July 23, 2012

Jammed radio transmissions hamper rescuers at crash scene

The FCC will investigate the jamming as emergency workers responded to a four-vehicle crash in Lebanon that injured 11.

Video from WGME-TV Sunday night news segment

By Dennis Hoey dhoey@pressherald.com
Staff Writer

Eleven people were injured when four vehicles collided Sunday night on Route 202 in East Lebanon, and rescuers were hampered by what they said were intentionally jammed radio transmissions during emergency calls to mount a response to the accident.

click image to enlarge

Firefighters look over one of the cars involved in a four-vehicle crash that injured 11 people on Route 202 in East Lebanon on Sunday evening.

Photos courtesy/Lebanon Rescue

click image to enlarge

A GMC truck was one of four vehicles damaged in an accident on Route 202 in Lebanon. Police say the GMC truck struck a Malibu that was stopped to make a left turn.

Although no one suffered a life-threatening injury, several people were hospitalized and the road, also known as the Carl Broggi Highway, was shut down for more than an hour.

Lebanon's Assistant Rescue Chief Jason Cole said the crash occurred around 6:30 p.m. near Trains Quick Stop.

Cole said that someone jammed radio transmissions during the call, an illegal activity that Cole said will be investigated by the Federal Communications Commission.

"The interference caused the delay of four additional ambulances and additional paramedics being called to the scene for several minutes," Cole said in a prepared statement.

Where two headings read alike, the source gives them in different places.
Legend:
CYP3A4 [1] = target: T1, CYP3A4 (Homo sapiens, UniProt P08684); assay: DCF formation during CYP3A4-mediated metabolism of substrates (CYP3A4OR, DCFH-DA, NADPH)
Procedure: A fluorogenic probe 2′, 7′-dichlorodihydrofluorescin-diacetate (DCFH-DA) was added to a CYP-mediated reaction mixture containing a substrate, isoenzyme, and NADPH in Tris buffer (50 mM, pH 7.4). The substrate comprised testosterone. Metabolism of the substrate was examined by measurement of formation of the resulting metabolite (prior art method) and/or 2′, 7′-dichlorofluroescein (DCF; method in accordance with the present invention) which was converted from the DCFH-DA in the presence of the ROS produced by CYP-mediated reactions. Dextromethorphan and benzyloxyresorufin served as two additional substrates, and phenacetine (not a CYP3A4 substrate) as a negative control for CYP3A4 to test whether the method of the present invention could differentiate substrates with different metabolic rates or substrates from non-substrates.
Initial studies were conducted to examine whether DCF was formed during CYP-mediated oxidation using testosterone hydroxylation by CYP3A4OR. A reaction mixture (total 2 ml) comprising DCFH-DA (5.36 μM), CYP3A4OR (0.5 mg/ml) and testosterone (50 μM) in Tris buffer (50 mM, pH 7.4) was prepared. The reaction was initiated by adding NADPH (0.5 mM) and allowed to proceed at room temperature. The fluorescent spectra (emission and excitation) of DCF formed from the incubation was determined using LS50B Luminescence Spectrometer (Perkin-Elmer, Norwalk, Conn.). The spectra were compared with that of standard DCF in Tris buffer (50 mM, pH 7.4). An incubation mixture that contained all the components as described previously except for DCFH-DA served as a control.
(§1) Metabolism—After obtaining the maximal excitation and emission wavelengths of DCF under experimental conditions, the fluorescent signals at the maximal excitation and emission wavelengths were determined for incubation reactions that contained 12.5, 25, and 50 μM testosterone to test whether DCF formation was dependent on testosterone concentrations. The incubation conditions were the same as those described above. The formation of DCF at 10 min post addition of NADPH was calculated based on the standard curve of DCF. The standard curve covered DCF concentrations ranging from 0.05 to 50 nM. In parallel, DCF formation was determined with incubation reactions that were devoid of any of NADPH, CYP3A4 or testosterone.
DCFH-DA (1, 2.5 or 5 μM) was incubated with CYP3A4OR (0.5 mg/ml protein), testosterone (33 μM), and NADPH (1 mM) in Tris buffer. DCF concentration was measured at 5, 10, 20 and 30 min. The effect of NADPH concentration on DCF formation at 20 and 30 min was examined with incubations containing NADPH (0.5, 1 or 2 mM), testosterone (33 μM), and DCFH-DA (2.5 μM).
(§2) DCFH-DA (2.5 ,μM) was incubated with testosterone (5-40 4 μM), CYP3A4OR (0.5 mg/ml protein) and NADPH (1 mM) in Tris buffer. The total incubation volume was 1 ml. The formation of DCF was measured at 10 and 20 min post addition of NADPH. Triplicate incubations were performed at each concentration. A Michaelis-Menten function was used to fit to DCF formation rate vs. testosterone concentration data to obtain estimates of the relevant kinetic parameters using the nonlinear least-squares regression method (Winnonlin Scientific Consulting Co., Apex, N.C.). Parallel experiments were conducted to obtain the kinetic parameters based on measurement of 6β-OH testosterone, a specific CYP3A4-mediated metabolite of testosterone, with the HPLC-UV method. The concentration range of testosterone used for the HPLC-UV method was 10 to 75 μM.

Larry Woods, a Lebanon emergency medical technician, was first to arrive at the accident scene. But when he tried to provide an overview of what happened, he could not get through by radio.

Cole said that dispatchers at the Sanford Regional Communications dispatch center read an FCC warning that the transmissions were being traced, which ended the interference almost immediately.

This is not the first time emergency communications have been jammed in York County. Cole filed a complaint with the FCC in April after several jamming incidents over the previous few months. Federal regulators said they would investigate and prosecute the responsible party, and FCC officials have been driving randomly through the area at times since then trying to trace the jamming transmissions.

The jammer usually keys a mike after hearing firefighters or other rescue officials keying a radio identification code. This prevents the rescuer's communication from getting through.

Jamming emergency radio frequencies is a violation of federal law and can lead to fines of up to $112,500 or prison. If jamming were to result in the loss of life, the person responsible could be charged with manslaughter.

Police said the crash occurred when a Chevy Malibu traveling east on Route 202 stopped to turn left into Trains Quick Stop.

A GMC truck struck the Malibu from behind before crossing into the westbound lane, where it collided with a Buick. A Ford Explorer that had been behind the Buick could not stop and hit the GMC truck.

A 102-year-old man, who was driving the Buick, survived the crash but was hospitalized. The man lives in Lebanon.

Cole said 11 patients were treated for injuries at the scene or were hospitalized.

Witnesses described the scene as chaotic. They told police that they could see smoke coming from the engines of several vehicles. The road was littered with broken glass and fluids.

Deputy Scott Hendrick of the York County Sheriff's Department is investigating the crash.

Staff Writer Dennis Hoey can be contacted at 791-6365 or at:

dhoey@pressherald.com

 

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